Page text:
Amazon: Jaguars Learn To Catch Fish By Jumping In Sea To Survive

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World Wildlife Fund researchers found that a population of Jaguars living on Maracá-Jipioca reserve have learned how to catch fish by jumping into the sea.

Written By Ruchit Rastogi | Mumbai | Updated On:

World Wildlife Fund (WWF) researchers found that a population of Jaguars living on an uninhabited island, off the coast of the Brazilian Amazon, have learned how to catch prey by jumping into in the sea to survive. According to reports, the Jaguars live in Maracá-Jipioca Ecological Station island reserve and researchers have set up cameras and have installed microchip collars on few of the jaguars to monitor their behaviour.

Jaguars use distinct fishing technique

One of the employees at the Brazil branch of WWF, Marcelo Oliveira, said that one of the jaguars on the island jumped into the sea in order to catch fish, giving first-time evidence that the animals have been jumping in the water to catch their prey and sustain themselves. Oliveira is of the opinion that Jaguar population living in the reserve have fish as a big part of their diet. Oliveira said that Jaguars have two distinct fishing techniques and i.e. to wait for the tide to come in and catch their prey from the ponds that form in the mangroves. The second technique that they adopt is to directly jump into the sea.

According to reports, there is a population of 27 jaguars on the 600 sq km island with five or six cats per 1-- sq km. It is also said that their thriving population hunts lizards, monkeys, deer and buffalo in order to sustain themselves. However, mainland adjacent to the island reserve has proven to be dangerous for the big cats as buffalo farmers feel threatened by their presence in close proximity. In an incident, a leopard along with her cub was killed in a village after they had attacked dogs living there.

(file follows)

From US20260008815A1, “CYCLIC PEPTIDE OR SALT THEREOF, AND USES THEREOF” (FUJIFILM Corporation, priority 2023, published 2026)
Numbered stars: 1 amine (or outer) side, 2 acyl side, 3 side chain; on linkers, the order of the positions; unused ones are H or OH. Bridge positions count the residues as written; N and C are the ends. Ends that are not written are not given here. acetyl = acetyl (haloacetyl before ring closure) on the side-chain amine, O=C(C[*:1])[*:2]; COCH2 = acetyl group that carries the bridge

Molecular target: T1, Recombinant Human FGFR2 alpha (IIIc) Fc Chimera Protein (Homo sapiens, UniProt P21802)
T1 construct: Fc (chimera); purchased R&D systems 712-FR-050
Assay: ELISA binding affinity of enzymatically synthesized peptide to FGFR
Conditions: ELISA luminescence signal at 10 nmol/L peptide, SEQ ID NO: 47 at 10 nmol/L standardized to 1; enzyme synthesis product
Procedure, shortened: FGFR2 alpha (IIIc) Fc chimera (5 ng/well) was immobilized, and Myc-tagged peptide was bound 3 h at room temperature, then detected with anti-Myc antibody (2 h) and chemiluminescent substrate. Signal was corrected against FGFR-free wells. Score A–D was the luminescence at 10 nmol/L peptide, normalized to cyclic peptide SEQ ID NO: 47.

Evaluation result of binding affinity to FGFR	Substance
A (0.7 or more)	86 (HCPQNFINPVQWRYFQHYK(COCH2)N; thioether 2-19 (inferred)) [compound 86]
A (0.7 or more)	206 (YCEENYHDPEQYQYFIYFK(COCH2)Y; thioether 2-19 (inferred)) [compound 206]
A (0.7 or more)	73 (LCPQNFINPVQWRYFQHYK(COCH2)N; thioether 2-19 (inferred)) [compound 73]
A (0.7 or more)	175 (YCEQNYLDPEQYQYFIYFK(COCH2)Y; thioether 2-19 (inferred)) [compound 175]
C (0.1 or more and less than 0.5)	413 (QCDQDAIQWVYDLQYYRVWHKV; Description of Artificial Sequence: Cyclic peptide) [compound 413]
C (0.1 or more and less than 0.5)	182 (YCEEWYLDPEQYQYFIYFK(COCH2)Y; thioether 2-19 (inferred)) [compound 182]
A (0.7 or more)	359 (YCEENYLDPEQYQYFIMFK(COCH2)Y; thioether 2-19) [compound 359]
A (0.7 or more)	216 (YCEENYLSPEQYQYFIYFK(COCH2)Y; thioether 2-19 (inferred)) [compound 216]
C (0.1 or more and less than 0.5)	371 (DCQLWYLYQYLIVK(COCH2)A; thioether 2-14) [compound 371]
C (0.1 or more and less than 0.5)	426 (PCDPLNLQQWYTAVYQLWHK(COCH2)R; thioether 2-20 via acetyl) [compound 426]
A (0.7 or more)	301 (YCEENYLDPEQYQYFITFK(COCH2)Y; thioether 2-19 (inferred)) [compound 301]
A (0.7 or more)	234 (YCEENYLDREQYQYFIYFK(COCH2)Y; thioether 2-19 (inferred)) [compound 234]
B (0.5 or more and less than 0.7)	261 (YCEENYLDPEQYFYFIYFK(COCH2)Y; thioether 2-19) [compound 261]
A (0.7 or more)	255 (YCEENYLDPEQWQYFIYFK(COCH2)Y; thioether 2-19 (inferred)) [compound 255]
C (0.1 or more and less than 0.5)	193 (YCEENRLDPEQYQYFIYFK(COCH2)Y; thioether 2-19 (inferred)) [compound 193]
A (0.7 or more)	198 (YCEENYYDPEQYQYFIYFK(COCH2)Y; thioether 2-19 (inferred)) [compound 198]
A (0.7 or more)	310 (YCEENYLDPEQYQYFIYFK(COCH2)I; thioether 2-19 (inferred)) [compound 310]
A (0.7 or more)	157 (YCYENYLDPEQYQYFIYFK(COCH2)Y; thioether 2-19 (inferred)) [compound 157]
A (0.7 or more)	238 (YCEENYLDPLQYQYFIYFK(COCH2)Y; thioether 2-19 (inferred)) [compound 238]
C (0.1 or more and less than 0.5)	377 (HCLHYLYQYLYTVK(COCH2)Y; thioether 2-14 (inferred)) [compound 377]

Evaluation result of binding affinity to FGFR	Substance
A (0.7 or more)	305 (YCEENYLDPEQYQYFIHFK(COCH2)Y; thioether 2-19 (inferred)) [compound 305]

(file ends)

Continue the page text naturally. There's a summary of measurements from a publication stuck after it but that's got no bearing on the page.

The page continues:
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Collars fitted with satellite technology

According to reports, the collars on the Jaguars living in the reserve are fitted with satellite technology and that helps WWF researchers to keep a tab on their movements. The cameras that have been set up by the researchers have also captured more than 30,000 pictures, giving an insight as to how these cats function and sustain themselves. These tasks undertaken by researchers will give them an insight into how a Jaguar's behaviour governs it to function in its own territory.

Researchers have also managed to collect samples of blood of Jaguars with collars in order to determine if the cats have been going over to the mainland to breed and if the scenario stands to be false then the population on Maracá-Jipioca will have a limited gene pool, causing a long-term health problem. The Island is 600 sq km big and is under the protection of the International Union for Conservation of Nature (IUCN), with no human beings living on it. The island houses tropical forests, dense coastal mangroves, mudflats and flooded grasslands.

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(With inputs from agencies)

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